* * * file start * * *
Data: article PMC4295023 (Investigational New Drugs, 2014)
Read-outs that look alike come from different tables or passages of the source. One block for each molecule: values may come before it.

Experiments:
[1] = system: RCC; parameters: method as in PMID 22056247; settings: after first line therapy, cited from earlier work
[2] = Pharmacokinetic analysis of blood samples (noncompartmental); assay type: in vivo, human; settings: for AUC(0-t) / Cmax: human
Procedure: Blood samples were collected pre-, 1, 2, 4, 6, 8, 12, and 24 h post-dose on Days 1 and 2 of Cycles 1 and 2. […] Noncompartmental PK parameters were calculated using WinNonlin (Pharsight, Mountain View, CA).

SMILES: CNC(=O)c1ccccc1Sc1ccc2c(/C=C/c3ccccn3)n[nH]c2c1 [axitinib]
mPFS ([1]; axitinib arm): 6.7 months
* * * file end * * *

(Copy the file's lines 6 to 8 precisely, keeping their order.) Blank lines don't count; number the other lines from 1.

Procedure: Blood samples were collected pre-, 1, 2, 4, 6, 8, 12, and 24 h post-dose on Days 1 and 2 of Cycles 1 and 2. […] Noncompartmental PK parameters were calculated using WinNonlin (Pharsight, Mountain View, CA).

SMILES: CNC(=O)c1ccccc1Sc1ccc2c(/C=C/c3ccccn3)n[nH]c2c1 [axitinib]
mPFS ([1]; axitinib arm): 6.7 months